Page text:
Let us take another look at some of those definitions. Every person has a system of beliefs about reality. Everyone attempts to understand the world. Everyone tries to understand one's life and one's place in the universe. Everyone thinks occasionally about the fundamental nature of the world, or about the grounds for human knowledge, and the evaluation of human conduct. Not everyone thinks about them carefully, as philosophers are supposed to, but these things are among the definitive issues of philosophical thought, and they are of universal interest. Concerning these issues and many others, to practice philosophy seriously is to ask not just what we should believe about any of them but why we should believe it, and to consider the why at least as important as the what. For that reason, I have come to perceive philosophy as the study of thought, the attempt to figure out how we should do our thinking. To put it another way, it is the study of the proper exercise of our cognitive abilities.
That perception came to me only a little while ago, as I was transitioning from late middle age to old age. For most of my life, I was among those who regarded philosophy as a silly waste of time. Then, after getting my first Internet account, I began exploring cyberspace and found myself spending a lot of time defending my various opinions about life, the universe, and everything, and two things soon became obvious. One was that I’d been doing philosophy all my life without realizing it. The other was that I had a lot to learn about how to do it right. I had just begun some undirected self-study of the subject when chance favored me with an opportunity to return to college and get some formal instruction.
It was sometimes challenging. There was a minimum course load for me to qualify for certain financial assistance, but I also had to keep my full-time job. I already had one college degree, and another wasn’t going to come with any material benefits. By the end of almost every quarter, I was doubting the wisdom of persevering. On one of those occasions I told one of my professors about my feelings. She told me she had had them herself in graduate school, and she could have given me the boilerplate “It’ll be worth it, trust me” speech. Instead she suggested: “Try asking yourself what are the odds that if you do drop out, the day will come when you’ll wish you hadn’t.” I did, and it worked.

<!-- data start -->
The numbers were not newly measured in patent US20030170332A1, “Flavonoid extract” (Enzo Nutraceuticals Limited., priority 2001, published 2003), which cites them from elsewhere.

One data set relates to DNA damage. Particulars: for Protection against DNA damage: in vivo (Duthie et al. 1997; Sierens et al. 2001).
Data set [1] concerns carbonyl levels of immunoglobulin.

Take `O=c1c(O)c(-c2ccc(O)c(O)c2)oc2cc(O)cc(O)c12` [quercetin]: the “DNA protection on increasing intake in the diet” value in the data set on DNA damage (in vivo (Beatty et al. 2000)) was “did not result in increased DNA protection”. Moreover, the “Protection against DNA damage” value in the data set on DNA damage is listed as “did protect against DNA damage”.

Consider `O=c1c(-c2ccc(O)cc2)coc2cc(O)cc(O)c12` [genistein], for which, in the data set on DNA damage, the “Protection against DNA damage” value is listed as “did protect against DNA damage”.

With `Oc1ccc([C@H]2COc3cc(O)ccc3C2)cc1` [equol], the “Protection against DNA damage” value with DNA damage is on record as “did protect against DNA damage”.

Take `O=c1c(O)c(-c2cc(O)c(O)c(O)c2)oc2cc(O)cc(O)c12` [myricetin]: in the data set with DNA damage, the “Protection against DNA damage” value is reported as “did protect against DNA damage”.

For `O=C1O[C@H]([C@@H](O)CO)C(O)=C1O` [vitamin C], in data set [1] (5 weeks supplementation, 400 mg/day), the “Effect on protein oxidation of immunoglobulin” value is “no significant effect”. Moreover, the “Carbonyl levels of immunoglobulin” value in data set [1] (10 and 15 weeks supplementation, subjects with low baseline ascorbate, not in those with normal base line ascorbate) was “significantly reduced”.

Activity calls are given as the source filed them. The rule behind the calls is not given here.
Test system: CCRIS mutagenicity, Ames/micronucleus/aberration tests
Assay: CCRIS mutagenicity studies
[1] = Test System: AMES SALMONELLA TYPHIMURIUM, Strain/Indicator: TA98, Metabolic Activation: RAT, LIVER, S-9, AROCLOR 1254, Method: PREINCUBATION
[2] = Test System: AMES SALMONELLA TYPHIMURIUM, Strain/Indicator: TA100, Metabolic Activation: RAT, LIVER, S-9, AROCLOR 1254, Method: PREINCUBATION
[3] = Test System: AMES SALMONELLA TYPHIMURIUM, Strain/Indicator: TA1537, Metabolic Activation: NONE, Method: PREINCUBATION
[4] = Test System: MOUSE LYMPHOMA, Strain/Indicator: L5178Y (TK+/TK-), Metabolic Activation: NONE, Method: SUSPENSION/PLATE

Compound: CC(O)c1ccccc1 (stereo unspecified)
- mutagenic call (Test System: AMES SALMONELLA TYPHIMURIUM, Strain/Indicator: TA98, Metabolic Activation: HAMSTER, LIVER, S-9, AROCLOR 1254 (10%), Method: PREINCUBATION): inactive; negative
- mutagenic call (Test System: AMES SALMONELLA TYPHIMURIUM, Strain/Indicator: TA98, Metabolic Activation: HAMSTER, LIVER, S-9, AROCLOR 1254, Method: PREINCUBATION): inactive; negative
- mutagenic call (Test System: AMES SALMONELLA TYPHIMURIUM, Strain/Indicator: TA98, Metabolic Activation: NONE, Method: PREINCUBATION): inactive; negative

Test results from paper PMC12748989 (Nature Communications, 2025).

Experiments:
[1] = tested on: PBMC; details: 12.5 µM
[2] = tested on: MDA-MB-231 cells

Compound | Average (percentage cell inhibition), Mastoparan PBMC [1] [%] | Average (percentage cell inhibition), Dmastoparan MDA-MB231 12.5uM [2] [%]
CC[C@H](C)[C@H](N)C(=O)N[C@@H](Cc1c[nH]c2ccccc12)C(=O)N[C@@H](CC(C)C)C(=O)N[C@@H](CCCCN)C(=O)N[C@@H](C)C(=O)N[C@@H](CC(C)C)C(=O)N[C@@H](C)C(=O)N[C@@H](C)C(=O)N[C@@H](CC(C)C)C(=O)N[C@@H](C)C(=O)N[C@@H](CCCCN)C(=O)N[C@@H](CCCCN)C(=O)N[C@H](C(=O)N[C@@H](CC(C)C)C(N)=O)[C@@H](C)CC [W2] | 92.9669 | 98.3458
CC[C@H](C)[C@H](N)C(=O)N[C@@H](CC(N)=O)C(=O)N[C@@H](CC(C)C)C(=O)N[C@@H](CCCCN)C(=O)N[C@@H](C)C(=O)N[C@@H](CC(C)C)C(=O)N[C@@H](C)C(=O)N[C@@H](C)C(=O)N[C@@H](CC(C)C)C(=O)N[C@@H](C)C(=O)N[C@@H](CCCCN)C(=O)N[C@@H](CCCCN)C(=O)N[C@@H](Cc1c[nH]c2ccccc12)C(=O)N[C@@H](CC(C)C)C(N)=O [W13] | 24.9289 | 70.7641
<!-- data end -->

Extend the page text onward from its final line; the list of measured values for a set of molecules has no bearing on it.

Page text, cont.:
By the time I finished, I had high hopes of moving on to graduate school, but various circumstances conspired to make that unfeasible. Fortunately, what I had learned was enough, when combined with the lessons from having lived a checkered life, make me feel like a competent philosopher. I was under no illusions that I’d become an expert, but I was OK with mere competence. As best I could judge, I now knew how philosophy was supposed to be done, and I could do it that way. And it seemed to be the way I’d been doing it all along, for the most part. What I learned gave me no reason to significantly modify any idea that I’d come to regard as fundamental to my worldview, with the possible exception of my attitude toward other worldviews. I had already felt pretty tolerant when I began my studies, but it was a condescending sort of tolerance. I came to understand, in a deep way that I probably could not have otherwise achieved, how people no less intellectually competent than myself could reasonably disagree with me about nearly anything. There was something almost paradoxical about this. My own worldview was reinforced, if anything, when I learned how it could withstand the challenges brought against it by some of the best minds of the modern age. At the same time, it became clearer to me how and why those best minds could regard those challenges as so persuasive.
Throughout its history, much of philosophy has been about the quest for certainty, the attempt to identify and characterize certain beliefs about which we can say, “These cannot be untrue. We can believe them without possibility of error.” I came to believe that this quest was futile. This does not mean, as some would have us think, that we cannot know anything. If knowledge must be infallible, then yes, it’s true that we cannot know anything, at least not anything useful. But we can have knowledge without infallibility. We just need to be careful how we respond to those who disagree with us about what we know. More on that in future essays.